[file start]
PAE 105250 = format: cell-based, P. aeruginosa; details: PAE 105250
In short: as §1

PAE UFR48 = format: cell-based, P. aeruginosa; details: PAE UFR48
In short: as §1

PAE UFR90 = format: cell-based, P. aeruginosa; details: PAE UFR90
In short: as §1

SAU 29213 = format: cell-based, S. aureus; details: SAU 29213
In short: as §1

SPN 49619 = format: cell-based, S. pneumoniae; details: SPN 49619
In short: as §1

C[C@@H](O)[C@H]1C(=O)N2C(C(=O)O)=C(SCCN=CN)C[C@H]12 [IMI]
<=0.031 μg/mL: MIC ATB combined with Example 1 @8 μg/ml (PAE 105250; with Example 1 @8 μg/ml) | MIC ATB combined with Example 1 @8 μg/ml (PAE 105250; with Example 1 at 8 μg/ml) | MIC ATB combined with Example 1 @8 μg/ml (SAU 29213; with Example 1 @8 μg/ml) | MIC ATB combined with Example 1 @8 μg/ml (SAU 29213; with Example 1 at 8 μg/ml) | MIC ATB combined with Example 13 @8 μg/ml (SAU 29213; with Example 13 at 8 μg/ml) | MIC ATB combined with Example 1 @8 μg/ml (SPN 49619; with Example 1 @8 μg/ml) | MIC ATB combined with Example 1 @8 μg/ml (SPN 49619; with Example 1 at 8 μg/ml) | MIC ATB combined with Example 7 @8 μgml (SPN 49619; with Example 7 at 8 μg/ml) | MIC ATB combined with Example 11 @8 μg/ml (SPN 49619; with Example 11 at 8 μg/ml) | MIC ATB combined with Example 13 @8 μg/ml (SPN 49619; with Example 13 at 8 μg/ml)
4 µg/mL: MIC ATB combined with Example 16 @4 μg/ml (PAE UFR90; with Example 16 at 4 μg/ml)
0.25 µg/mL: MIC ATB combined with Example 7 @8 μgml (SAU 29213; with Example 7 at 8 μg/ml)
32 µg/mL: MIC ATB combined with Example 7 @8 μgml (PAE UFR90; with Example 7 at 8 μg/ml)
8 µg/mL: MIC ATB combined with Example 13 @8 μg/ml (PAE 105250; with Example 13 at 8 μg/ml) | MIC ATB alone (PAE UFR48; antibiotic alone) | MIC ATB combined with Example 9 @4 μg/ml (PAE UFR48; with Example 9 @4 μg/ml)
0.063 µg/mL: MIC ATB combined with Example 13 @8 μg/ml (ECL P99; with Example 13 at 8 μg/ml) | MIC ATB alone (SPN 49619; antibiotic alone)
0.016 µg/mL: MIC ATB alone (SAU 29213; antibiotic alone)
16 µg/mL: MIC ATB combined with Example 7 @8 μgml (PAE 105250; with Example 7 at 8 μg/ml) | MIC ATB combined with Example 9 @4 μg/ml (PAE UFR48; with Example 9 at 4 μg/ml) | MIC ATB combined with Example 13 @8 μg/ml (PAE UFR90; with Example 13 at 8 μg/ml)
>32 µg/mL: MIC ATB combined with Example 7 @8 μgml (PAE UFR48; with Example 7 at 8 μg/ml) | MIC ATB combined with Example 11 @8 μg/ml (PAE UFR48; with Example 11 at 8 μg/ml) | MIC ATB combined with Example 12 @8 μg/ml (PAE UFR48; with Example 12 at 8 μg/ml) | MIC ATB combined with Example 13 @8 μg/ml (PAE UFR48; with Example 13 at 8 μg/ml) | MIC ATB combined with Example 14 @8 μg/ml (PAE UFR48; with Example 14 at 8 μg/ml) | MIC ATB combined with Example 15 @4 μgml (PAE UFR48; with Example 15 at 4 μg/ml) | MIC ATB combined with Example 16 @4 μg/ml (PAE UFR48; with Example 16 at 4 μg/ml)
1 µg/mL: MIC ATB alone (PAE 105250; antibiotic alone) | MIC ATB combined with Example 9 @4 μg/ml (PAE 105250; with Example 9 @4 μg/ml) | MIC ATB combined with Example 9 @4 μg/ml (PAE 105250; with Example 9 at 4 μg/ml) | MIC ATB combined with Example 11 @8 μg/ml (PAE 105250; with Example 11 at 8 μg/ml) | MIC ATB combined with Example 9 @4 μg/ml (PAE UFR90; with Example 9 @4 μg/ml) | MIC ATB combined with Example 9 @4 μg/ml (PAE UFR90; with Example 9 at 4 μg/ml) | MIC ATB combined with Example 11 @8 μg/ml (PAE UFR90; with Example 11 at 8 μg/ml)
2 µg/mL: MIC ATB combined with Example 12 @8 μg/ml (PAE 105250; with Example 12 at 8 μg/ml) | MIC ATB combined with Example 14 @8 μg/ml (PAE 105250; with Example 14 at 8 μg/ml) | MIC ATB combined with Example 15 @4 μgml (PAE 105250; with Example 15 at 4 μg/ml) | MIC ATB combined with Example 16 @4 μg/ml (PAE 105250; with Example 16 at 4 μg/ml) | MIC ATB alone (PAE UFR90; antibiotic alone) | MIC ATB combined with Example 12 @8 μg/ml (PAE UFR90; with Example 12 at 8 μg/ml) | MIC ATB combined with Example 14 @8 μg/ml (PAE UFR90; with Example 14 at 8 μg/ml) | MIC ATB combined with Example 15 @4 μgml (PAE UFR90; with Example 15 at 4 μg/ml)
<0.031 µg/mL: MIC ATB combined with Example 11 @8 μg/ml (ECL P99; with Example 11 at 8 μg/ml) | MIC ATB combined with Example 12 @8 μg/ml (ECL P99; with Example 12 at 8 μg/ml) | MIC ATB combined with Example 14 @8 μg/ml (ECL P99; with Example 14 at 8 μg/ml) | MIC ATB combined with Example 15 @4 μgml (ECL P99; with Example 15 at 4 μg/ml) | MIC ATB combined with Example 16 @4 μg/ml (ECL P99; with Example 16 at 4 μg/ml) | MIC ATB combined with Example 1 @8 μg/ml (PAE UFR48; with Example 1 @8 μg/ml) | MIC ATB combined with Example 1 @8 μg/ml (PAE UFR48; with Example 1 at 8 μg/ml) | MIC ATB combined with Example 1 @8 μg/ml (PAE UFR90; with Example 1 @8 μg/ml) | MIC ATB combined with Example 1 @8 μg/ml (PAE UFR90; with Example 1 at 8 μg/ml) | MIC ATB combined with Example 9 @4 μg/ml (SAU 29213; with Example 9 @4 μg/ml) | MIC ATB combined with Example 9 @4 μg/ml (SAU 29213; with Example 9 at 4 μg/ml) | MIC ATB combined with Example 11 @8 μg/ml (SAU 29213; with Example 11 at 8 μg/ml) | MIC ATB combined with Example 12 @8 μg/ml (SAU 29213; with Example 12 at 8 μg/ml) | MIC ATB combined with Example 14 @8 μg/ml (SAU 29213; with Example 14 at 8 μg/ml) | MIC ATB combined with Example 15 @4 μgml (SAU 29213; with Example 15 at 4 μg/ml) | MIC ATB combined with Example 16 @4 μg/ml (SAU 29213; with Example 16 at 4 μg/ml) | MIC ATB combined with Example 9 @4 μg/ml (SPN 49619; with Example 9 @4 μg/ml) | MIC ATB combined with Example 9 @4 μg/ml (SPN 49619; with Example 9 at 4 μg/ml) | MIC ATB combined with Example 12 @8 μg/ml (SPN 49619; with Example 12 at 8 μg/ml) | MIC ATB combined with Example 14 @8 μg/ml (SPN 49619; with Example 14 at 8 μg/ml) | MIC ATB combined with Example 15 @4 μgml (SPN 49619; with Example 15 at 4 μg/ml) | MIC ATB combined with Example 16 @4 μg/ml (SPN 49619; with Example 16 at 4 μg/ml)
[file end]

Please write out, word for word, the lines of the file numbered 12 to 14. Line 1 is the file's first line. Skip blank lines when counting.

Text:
<=0.031 μg/mL: MIC ATB combined with Example 1 @8 μg/ml (PAE 105250; with Example 1 @8 μg/ml) | MIC ATB combined with Example 1 @8 μg/ml (PAE 105250; with Example 1 at 8 μg/ml) | MIC ATB combined with Example 1 @8 μg/ml (SAU 29213; with Example 1 @8 μg/ml) | MIC ATB combined with Example 1 @8 μg/ml (SAU 29213; with Example 1 at 8 μg/ml) | MIC ATB combined with Example 13 @8 μg/ml (SAU 29213; with Example 13 at 8 μg/ml) | MIC ATB combined with Example 1 @8 μg/ml (SPN 49619; with Example 1 @8 μg/ml) | MIC ATB combined with Example 1 @8 μg/ml (SPN 49619; with Example 1 at 8 μg/ml) | MIC ATB combined with Example 7 @8 μgml (SPN 49619; with Example 7 at 8 μg/ml) | MIC ATB combined with Example 11 @8 μg/ml (SPN 49619; with Example 11 at 8 μg/ml) | MIC ATB combined with Example 13 @8 μg/ml (SPN 49619; with Example 13 at 8 μg/ml)
4 µg/mL: MIC ATB combined with Example 16 @4 μg/ml (PAE UFR90; with Example 16 at 4 μg/ml)
0.25 µg/mL: MIC ATB combined with Example 7 @8 μgml (SAU 29213; with Example 7 at 8 μg/ml)